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March 27, 1948


JAMA. 1948;136(13):895. doi:10.1001/jama.1948.02890300045015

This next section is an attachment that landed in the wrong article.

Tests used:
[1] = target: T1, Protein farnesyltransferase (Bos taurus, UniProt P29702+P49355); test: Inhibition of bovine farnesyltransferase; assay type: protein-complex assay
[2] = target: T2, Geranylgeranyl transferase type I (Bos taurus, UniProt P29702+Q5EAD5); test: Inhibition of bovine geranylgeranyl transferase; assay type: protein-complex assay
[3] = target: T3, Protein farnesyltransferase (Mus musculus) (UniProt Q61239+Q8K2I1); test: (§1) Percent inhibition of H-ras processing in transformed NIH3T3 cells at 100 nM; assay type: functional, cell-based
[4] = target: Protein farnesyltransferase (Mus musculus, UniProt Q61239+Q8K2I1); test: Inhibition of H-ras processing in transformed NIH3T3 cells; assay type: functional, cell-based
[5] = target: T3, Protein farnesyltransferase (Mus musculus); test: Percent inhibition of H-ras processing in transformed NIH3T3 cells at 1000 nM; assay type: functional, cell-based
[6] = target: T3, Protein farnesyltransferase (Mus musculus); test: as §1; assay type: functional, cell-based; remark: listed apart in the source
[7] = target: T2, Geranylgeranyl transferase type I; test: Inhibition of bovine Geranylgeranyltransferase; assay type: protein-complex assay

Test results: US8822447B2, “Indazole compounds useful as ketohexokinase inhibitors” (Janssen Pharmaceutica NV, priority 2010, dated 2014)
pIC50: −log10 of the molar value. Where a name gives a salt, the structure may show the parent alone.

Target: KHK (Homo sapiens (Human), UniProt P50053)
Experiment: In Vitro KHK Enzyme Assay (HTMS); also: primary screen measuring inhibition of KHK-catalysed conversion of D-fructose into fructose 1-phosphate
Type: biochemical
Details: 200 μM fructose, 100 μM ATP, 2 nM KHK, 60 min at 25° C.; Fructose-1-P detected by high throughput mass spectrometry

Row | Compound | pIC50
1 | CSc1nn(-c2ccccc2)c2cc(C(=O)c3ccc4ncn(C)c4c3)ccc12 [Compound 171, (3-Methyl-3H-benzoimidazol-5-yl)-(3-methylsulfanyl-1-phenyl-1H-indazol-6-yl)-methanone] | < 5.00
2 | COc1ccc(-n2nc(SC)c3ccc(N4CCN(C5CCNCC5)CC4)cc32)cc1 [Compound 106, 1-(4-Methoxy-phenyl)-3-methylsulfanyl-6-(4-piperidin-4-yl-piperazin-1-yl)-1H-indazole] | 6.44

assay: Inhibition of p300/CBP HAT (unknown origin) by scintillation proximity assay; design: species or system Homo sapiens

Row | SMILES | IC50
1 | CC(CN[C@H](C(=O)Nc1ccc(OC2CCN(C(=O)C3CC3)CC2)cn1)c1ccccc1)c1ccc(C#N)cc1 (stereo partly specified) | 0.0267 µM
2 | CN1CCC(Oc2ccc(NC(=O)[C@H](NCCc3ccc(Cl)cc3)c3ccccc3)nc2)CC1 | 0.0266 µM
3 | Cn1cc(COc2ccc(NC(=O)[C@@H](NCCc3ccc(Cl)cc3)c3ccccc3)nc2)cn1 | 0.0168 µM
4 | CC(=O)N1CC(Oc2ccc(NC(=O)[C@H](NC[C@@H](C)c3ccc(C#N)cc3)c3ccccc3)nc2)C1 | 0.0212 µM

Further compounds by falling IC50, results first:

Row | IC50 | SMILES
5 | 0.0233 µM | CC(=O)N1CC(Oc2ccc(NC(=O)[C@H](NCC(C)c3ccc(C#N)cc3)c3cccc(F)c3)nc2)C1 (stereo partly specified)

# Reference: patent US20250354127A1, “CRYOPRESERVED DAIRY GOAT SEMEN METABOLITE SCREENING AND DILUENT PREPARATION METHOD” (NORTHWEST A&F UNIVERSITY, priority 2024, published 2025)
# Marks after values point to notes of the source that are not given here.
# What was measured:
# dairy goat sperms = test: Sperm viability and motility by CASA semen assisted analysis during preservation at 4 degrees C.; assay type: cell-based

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To the Editor:—  I have just read, with great interest, the courageous article by Drs. Bresnick, Woodard and Sageman in which a frank statement is made of three fatal reactions following the intravenous administration of aminophylline (The Journal, February 7, p. 397). These deaths occurred instantaneously and were compared, correctly, by the authors to similar experiences that had occurred with mercurial diuretics.Once again, I must call attention to the work done by my associates and me regarding the clinical syndrome of "Speed Shock" (Arch. Int. Med.47:259-287 [Feb.] 1931) which may follow the intravenous introduction of any molecule. Though the present clinical descriptions speak of injection at a "slow but unmeasured rate," the manner of the fatalities strongly suggests that the rate was excessive for the molecule and that death is more likely explicable on the basis of "speed shock" than as the result of the pharmacologic action

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